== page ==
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7. Flying cars are coming (though maybe not in 2015). The car as we know it is dead. However, cars are moving front and center at this year’s CES, with companies outside the traditional auto industry leading the next wave of tech innovation. Cars are ceding ownership of the human-centered interfaces to Apple and Google, because the smart phone is the hub for everything we do. But the auto industry has a few tricks up their sleeve. Autonomous driving is coming more quickly than you think, and it will change what we think of as “mobility” as much as Uber has transformed the hired-car industry. Still, it’s early. We’ll continue to see Google’s prototypes roaming the streets, but most of the action will be behind the scenes. Mercedes, for example, has moved their tech development to Silicon Valley with the establishment of a major technology engineering center. They and others will be developing a range of enhancements that will first make us super drivers, then will remove us from the driver’s seat altogether.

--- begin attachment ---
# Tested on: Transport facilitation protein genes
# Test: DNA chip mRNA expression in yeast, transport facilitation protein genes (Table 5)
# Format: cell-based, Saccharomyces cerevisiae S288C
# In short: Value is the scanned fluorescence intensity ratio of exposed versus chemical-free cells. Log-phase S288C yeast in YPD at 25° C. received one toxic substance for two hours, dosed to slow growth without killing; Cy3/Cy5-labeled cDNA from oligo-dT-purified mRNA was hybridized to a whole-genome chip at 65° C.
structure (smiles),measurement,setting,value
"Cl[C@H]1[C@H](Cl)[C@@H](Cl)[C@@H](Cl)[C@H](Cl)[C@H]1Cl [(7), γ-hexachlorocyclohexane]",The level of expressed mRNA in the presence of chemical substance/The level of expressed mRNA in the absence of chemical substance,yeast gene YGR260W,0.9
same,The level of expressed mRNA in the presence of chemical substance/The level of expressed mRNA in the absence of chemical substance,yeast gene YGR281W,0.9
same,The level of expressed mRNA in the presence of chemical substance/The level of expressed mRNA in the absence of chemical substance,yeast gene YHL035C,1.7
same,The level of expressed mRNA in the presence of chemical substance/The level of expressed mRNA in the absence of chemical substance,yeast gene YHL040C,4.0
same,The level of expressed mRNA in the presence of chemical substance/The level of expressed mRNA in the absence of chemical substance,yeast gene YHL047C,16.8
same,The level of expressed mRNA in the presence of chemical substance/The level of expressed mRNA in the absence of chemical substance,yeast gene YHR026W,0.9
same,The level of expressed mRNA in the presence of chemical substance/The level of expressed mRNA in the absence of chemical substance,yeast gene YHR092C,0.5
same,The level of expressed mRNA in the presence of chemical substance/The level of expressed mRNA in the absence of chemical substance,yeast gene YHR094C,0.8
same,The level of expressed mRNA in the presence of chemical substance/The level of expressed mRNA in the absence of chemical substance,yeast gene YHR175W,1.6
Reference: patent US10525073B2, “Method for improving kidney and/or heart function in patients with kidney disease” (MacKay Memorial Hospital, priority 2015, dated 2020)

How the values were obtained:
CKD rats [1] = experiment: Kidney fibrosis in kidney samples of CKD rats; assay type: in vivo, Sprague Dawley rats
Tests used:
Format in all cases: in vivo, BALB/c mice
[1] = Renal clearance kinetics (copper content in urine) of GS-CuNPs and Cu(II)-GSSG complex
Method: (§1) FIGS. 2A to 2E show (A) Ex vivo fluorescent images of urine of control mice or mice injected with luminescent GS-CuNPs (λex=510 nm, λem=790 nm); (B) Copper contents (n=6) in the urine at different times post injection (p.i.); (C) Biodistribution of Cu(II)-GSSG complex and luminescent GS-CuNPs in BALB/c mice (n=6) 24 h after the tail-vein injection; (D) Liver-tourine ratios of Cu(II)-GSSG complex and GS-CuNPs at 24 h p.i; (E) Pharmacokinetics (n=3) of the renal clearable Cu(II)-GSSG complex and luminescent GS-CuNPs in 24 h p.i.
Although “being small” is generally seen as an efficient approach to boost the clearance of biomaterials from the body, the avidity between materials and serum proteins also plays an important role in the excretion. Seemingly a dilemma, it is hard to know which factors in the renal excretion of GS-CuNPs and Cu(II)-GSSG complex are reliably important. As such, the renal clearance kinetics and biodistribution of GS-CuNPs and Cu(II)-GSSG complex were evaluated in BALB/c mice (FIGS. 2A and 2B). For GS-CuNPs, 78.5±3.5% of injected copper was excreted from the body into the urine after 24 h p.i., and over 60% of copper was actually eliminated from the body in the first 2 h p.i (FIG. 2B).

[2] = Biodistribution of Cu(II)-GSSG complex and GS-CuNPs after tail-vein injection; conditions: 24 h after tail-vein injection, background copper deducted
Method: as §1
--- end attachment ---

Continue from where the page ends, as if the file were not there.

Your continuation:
Overall, 2015 will be a great year for technology and design. The global economy is more solid and innovation is front-and-center of corporate plans everywhere.

Watch for these seven trends at CES and keep an eye out for a few surprises as companies share peeks of what they’re planning. We’re looking forward to an enjoyable and inspiring CES with plenty of trend spotting. Hope to see you there!

Mark Dziersk and John Edson | LUNAR

Celebrating 30 years of designing tech products starting with the first PowerBook for Apple to ecobee3, the “Nest killer” of thermostats, LUNAR has made its north star products that are simultaneously beautiful, ingenious and delightful.

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About the author

Mark Dziersk is Managing Director of LUNAR in Chicago. LUNAR is one of the world’s top strategic design, engineering and branding firms.